EUV manufactured chips will have next-gen speed and energy efficiency

Chip manufacturing is taking an evolutionary leap into a new process called extreme ultraviolet lithography.

| Jan 2, 2020 at 2:32 am CST

Microchips are found almost everywhere in technology these days, and as our needs grow and microchips become more complex, so does the manufacturing process.

EUV manufactured chips will have next-gen speed and energy efficiency |

The microchip manufacturing process began way back in 1977, and since then, scientists, engineers, and everyone else in between has been working hard at making the process not only be more efficient but also more powerful. The current process of chip manufacturing is called 'photolithography'. This is the process of using light to transfer geometric patterns onto silicon, which are then engraved into the metal.

This whole process is extremely specific, and as humans have made chips more advanced, they have gotten smaller, acquired more transistors, have more performance, and are more energy-efficient. But what if the process required a change in manufacturing to achieve even better chips? Manufactures have already thought of this and have redesigned a new process that will create faster and better chips.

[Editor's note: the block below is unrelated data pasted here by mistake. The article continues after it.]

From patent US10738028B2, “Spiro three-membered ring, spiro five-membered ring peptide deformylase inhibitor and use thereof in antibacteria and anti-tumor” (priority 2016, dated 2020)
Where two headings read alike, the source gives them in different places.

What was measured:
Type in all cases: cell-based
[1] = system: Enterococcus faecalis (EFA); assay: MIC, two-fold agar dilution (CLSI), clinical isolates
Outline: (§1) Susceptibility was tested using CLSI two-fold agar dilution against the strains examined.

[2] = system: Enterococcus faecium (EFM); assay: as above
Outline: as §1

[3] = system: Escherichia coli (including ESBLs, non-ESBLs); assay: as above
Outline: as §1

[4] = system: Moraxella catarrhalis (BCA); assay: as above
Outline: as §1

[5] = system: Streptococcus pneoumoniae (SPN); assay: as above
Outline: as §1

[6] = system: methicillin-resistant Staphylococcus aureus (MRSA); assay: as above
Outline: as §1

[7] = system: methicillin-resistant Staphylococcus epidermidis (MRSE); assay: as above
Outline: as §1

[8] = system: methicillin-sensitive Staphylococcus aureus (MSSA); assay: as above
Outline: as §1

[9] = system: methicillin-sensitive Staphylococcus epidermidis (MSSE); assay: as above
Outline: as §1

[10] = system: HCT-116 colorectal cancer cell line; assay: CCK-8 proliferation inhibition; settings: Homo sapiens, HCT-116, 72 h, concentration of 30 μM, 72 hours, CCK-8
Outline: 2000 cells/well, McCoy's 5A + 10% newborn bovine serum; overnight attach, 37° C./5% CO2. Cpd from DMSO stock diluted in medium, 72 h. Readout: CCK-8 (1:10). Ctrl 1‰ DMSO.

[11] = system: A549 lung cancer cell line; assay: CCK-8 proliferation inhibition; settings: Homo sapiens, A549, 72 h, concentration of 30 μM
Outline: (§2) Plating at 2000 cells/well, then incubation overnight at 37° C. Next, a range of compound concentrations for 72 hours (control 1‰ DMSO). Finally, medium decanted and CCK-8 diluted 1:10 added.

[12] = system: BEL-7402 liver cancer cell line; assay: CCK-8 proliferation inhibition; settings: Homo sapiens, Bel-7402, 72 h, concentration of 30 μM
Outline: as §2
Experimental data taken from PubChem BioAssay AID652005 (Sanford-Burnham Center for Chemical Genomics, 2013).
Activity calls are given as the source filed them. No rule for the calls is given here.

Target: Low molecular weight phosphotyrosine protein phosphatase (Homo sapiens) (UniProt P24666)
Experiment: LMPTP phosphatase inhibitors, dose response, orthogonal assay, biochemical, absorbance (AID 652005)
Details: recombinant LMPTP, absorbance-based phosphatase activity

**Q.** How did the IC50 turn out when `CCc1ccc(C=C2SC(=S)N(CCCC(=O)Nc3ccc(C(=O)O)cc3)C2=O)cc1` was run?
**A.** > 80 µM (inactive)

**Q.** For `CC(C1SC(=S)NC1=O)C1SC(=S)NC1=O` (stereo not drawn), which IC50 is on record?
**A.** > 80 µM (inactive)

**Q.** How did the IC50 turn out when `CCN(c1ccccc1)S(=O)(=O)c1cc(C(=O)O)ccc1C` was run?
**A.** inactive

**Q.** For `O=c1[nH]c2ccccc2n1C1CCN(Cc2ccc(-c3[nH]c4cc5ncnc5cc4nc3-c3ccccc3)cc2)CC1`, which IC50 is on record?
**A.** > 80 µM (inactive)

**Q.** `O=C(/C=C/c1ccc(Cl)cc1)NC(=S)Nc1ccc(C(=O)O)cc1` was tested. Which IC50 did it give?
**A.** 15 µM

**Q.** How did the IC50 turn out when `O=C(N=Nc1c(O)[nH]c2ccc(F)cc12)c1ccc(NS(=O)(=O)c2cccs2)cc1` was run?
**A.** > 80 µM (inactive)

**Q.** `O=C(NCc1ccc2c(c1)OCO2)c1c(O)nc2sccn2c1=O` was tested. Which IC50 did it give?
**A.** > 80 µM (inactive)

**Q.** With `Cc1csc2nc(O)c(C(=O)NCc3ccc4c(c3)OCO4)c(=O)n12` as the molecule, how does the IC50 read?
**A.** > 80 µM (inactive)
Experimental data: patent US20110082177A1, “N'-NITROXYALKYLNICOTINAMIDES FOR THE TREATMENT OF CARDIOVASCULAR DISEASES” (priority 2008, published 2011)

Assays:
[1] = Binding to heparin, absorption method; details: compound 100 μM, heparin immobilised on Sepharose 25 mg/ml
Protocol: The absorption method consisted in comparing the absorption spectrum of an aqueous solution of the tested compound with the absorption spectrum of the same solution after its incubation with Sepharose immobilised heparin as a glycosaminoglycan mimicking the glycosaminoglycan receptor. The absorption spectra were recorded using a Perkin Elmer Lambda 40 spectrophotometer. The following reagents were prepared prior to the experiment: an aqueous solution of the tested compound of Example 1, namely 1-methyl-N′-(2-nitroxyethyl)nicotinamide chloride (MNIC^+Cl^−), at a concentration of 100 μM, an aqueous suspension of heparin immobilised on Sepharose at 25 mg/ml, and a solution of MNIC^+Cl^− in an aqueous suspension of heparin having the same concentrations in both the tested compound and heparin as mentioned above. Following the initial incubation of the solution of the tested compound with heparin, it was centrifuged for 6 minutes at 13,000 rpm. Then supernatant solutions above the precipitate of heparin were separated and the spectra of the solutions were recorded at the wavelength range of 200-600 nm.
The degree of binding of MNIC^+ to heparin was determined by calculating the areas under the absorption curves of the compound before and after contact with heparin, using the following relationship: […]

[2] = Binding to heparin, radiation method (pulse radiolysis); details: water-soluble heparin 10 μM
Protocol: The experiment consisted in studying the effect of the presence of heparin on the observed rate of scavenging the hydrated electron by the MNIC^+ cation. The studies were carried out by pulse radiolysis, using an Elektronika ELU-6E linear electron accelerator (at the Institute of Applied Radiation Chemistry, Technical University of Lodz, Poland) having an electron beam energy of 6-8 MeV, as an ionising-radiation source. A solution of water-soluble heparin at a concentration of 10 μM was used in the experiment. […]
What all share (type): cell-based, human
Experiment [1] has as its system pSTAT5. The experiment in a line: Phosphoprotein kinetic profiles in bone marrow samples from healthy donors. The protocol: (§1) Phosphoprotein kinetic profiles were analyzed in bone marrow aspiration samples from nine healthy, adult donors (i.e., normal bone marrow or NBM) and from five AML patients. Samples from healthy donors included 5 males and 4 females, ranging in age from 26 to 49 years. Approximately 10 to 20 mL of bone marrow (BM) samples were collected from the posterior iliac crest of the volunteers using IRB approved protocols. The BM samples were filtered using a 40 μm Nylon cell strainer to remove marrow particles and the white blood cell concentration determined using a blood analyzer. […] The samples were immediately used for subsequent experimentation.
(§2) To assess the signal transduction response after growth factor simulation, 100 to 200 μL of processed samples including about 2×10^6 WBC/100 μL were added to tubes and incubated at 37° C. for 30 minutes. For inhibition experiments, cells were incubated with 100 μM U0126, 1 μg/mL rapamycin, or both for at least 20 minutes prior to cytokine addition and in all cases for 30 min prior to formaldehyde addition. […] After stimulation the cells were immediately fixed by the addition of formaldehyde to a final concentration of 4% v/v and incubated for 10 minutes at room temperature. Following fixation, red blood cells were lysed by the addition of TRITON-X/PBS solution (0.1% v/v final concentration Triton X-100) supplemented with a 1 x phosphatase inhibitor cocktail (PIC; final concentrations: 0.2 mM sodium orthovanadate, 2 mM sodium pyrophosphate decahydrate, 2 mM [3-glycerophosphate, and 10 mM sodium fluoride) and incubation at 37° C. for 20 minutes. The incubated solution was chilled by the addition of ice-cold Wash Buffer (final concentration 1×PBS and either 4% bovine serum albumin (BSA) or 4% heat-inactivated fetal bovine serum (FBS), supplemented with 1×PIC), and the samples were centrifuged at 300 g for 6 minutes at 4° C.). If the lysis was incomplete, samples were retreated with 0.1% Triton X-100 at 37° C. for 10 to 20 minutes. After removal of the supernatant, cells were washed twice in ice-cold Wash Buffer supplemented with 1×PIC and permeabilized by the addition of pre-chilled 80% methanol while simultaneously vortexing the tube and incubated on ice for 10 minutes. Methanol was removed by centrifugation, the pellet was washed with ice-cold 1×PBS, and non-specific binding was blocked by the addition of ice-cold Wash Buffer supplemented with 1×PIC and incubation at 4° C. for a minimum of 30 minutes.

The new process is called Extreme Ultraviolet Lithography, or EUV for short. EUV manufacturing still uses the same principles of photolithography, but instead, it uses light at an extremely small wavelength. The EUV process also involves liquid metal and high energy plasma. Despite manufactures having numerous challenges ahead of them when it comes to changes in the design process, achieving this level of manufacturing will give birth to new microchips that will be a leap not only in speed but energy efficiency as well.

Last updated: Jun 16, 2020 at 04:29 pm CDT

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Jak's love for technology, and, more specifically, PC gaming, began at 10 years old. It was the day his dad showed him how to play Age of Empires on an old Compaq PC. Ever since that day, Jak fell in love with games and the progression of the technology industry in all its forms. Instead of typical FPS, Jak holds a very special spot in his heart for RTS games.

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